Guwahati, April 19: Seventeen people, including two children and three crew members, were killed when a Pawan Hans helicopter crashed at Tawang in Arunachal Pradesh this afternoon.  The helicopter, which was on a regular flight, had taken off from Lokapriya Gopinath Bordoloi International Airport here at 12.50pm, before crashing at 1.55pm just outside the helipad located at an altitude of about 11,000 feet.  Pawan Hans officials here said there were 18 passengers on board, besides four crew members and an official — the pilot, co-pilot, flight attendant, base manager and an engineer.  The co-pilot and the engineer were among the six survivors, who have been admitted to Tawang district hospital in a serious condition.  The operating manager of Pawan Hans here, Simanta Bijoy Deb, said a technical snag was suspected to have led to the crash of the helicopter.  “According to preliminary investigations, a technical snag caused the accident. The weather was good. Pawan Hans officials from New Delhi will carry out a detailed probe to ascertain the cause of the mishap.”  Officials said the Mi72 helicopter caught fire immediately after the crash, killing the 17 persons on the spot.  A rescue operation, mounted soon after, managed to bring out the survivors.  “I saw badly burnt bodies being dragged out while the injured were rushed to hospital,” a witness at Tawang airport told The Telegraph.  According to local residents, the tragedy could probably have been mitigated had there been a fire tender at the helipad, 7km from Tawang.  “The fire brigade is located at Tawang and by the time the fire tenders arrived, it was too late,” a resident said.  The victims have been identified as Anitha, A. Baruah, Tandon, Asif, R. Asif, Zahira, Z. Asif, Master Z. Asif, Arbind Sarma, A.K. Sarawgi, Nidhi Bothra, Col. Sharma, A.K. Tiwari (co-pilot), Dixit (flight attendant), Kulkarni (base manager), T. Moslala and Master Rishi.  The Tawang district administration has declared a holiday tomorrow to condole the deaths.  The survivors are Capt. Barun Gupta, flight engineer P.K. Chaturvedi, Dorjee Wangdi, Rajendra Pal, K. Sarawgi and W. Bothra. But alhough the passenger list mentions the name as W. Bothra, the family claimed he is Nishit Bothra.  The Centre-owned Pawan Hans Helicopters Ltd operates a flight to and from Guwahati and Tawang every day.  It was the first such mishap involving the service in its three years in operation.  The helicopter that crashed today has a capacity of 30 and can fly at a cruise speed of 220km per hour and has an endurance limit of two hours and 10 minutes.  In November last year, 11 Air Force personnel and an army lieutenant colonel were killed when an Air Force Mi-17 helicopter crashed at Tepsha village in the Bomdir area, about 6km from Tawang.  The chopper was on its way to Guwahati from Tawang when it crashed on a wooded hillock.  In June 2009, 13 defence personnel were killed when an aircraft — AN32 — crashed near Mechuka.  In 1997, then junior defence minister N.V.N. Somu and three army officers were killed in a helicopter crash near Tawang.  Arunachal Pradesh has witnessed a large number of air crashes since World War II, when the Allies lost many aircraft in the eastern Himalayan mountains.  The US defence department estimates that about 400 Allied airmen were killed in crashes, caused mainly by poor visibility, along the route.  The flight path over Arunachal Pradesh, used by American aircraft to ferry supplies to Chinese forces battling the invading Japanese, was nicknamed “the Hump” by the Allies.  Wrecks of some of the US aircraft are still found in the Arunachal mountains.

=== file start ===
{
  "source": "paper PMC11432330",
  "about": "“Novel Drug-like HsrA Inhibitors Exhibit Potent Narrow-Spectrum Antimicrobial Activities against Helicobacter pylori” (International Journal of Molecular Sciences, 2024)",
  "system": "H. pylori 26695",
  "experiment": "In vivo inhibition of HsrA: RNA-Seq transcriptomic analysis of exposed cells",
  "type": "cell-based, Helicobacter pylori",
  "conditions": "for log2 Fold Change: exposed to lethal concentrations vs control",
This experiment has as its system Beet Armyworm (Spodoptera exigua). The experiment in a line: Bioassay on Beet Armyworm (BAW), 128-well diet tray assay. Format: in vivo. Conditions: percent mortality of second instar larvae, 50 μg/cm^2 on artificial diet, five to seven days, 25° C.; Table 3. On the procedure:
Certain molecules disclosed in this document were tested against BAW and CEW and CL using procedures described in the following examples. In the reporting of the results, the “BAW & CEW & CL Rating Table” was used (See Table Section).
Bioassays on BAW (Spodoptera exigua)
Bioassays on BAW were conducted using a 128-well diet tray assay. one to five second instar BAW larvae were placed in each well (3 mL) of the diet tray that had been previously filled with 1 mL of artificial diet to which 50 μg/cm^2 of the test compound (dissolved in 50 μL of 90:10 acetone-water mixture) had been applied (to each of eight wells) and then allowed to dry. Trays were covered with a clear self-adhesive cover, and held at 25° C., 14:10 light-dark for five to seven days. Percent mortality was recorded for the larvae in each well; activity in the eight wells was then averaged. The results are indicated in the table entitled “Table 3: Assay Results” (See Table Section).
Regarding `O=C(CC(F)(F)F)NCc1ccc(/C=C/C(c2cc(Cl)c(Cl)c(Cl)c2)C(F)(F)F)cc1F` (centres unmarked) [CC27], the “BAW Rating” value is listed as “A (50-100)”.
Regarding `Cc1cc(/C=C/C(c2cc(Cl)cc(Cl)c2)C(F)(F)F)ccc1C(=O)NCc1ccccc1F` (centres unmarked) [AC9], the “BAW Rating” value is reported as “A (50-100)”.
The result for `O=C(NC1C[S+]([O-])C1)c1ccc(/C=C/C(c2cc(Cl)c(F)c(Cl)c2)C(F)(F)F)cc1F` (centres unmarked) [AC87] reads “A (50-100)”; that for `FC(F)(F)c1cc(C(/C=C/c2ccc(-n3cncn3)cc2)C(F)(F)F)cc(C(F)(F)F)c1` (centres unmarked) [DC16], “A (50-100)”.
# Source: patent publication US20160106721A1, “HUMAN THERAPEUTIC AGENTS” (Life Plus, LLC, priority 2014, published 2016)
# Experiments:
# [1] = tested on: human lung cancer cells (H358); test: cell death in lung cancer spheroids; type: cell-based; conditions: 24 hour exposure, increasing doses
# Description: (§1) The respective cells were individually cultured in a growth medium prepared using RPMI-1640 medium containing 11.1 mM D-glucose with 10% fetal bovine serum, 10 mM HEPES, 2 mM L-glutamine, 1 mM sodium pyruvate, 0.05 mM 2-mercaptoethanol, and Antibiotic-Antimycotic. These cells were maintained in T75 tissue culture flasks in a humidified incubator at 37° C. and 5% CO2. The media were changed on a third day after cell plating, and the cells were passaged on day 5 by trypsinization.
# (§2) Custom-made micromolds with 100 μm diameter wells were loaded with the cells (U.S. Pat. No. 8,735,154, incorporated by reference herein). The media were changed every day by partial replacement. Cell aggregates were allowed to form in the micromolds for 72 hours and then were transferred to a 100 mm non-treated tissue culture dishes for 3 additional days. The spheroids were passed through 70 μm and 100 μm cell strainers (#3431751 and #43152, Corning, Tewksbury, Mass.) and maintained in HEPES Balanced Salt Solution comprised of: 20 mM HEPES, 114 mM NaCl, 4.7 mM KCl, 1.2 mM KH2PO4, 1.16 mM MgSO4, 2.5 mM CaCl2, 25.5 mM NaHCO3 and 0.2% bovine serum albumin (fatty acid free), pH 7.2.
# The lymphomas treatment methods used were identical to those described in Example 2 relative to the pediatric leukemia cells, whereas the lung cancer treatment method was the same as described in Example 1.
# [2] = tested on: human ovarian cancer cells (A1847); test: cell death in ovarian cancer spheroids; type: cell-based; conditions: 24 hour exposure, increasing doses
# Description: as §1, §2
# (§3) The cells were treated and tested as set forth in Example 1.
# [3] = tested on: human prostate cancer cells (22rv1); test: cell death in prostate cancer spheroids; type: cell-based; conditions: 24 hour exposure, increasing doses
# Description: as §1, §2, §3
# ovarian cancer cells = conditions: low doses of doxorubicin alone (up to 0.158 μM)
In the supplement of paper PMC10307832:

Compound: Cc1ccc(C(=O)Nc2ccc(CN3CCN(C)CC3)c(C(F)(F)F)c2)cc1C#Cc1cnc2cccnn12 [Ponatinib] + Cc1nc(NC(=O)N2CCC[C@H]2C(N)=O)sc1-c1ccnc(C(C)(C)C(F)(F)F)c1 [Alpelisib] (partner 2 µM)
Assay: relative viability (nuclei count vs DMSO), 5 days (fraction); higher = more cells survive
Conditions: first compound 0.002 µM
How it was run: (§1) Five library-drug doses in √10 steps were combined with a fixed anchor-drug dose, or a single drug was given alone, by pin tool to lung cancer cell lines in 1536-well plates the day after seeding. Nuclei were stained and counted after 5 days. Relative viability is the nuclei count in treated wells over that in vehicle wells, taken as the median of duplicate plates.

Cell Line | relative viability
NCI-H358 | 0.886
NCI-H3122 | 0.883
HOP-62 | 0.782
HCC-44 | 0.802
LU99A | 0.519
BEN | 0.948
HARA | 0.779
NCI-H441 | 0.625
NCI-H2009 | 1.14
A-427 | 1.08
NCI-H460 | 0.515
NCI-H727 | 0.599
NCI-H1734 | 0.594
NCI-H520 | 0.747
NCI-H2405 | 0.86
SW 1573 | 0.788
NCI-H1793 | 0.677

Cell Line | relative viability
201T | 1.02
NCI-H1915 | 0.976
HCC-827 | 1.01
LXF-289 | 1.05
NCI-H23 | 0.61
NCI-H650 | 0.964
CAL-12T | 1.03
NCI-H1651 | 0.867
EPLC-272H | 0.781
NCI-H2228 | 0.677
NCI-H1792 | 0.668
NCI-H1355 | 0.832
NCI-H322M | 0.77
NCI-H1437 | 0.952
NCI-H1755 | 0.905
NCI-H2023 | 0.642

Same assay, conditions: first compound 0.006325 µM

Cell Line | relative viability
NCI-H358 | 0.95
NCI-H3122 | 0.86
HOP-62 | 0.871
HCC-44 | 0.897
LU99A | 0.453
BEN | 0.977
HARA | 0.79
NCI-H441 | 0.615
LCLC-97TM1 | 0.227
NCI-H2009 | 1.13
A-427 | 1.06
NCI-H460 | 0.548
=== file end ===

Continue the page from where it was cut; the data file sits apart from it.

Gaya Army Centre closed
GAYA: After fluttering for 36 long years without a break, the flag of the Army Service Corps(N) was on Tuesday ceremoniously brought down and packed for being shifted to Bangalore signaling the closure of the Gaya Army Centre which has been moved to Bangalore.  Despite opposition from several quarters and rare unanimity among the Bihar politicians across the political divide on the issue of retention of this Centre, the defence ministry finally notified the shifting of the Centre to Bangalore in November 2010 and the shifting process began soon thereafter.  Army officials apparently became emotional during the function to ceremonially bring down the ASC(N) flag on Tuesday morning. "The love and affection of the Gaya people will always remain unforgettable," said a senior Army officer.  Expressing his unhappiness over the decision to shift the Centre from Gaya to Bangalore, former IMA chief and Sports Medicine Association of India national president Dr Farasat Hussain said that the Centre will always be remembered for bringing qualitative change in the infamous Gaya climate.  By planting and maintaining thousands of trees, this Centre has been instrumental in tempering Gaya summer.  On the social service front too, the ASC(N) adopted villages and joined the civilian population in the revival and restoration of water recharge sources, including old ponds, he said.